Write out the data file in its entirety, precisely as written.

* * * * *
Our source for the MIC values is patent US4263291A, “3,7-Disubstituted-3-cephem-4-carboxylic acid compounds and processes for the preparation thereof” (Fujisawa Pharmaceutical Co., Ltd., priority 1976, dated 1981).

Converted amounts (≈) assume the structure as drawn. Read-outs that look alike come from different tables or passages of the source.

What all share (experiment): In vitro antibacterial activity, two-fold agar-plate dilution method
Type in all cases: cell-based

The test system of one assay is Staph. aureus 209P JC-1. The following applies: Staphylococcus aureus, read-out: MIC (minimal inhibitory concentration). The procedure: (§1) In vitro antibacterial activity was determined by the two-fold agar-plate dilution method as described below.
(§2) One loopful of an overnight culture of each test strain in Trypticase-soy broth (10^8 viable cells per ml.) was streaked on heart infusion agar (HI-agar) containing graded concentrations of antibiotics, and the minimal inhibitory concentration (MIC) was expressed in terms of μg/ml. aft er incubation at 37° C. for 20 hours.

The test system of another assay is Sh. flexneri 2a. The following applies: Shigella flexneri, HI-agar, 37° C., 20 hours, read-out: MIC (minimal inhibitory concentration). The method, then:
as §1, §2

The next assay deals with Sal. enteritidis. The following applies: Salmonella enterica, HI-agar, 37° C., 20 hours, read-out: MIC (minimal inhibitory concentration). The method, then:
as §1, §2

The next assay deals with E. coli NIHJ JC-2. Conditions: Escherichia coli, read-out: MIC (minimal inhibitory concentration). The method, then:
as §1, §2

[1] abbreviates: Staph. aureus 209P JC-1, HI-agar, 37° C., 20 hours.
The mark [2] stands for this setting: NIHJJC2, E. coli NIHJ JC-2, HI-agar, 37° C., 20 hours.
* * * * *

Our source for the MIC values is patent US4263291A, “3,7-Disubstituted-3-cephem-4-carboxylic acid compounds and processes for the preparation thereof” (Fujisawa Pharmaceutical Co., Ltd., priority 1976, dated 1981).

Converted amounts (≈) assume the structure as drawn. Read-outs that look alike come from different tables or passages of the source.

What all share (experiment): In vitro antibacterial activity, two-fold agar-plate dilution method
Type in all cases: cell-based

The test system of one assay is Staph. aureus 209P JC-1. The following applies: Staphylococcus aureus, read-out: MIC (minimal inhibitory concentration). The procedure: (§1) In vitro antibacterial activity was determined by the two-fold agar-plate dilution method as described below.
(§2) One loopful of an overnight culture of each test strain in Trypticase-soy broth (10^8 viable cells per ml.) was streaked on heart infusion agar (HI-agar) containing graded concentrations of antibiotics, and the minimal inhibitory concentration (MIC) was expressed in terms of μg/ml. aft er incubation at 37° C. for 20 hours.

The test system of another assay is Sh. flexneri 2a. The following applies: Shigella flexneri, HI-agar, 37° C., 20 hours, read-out: MIC (minimal inhibitory concentration). The method, then:
as §1, §2

The next assay deals with Sal. enteritidis. The following applies: Salmonella enterica, HI-agar, 37° C., 20 hours, read-out: MIC (minimal inhibitory concentration). The method, then:
as §1, §2

The next assay deals with E. coli NIHJ JC-2. Conditions: Escherichia coli, read-out: MIC (minimal inhibitory concentration). The method, then:
as §1, §2

[1] abbreviates: Staph. aureus 209P JC-1, HI-agar, 37° C., 20 hours.
The mark [2] stands for this setting: NIHJJC2, E. coli NIHJ JC-2, HI-agar, 37° C., 20 hours.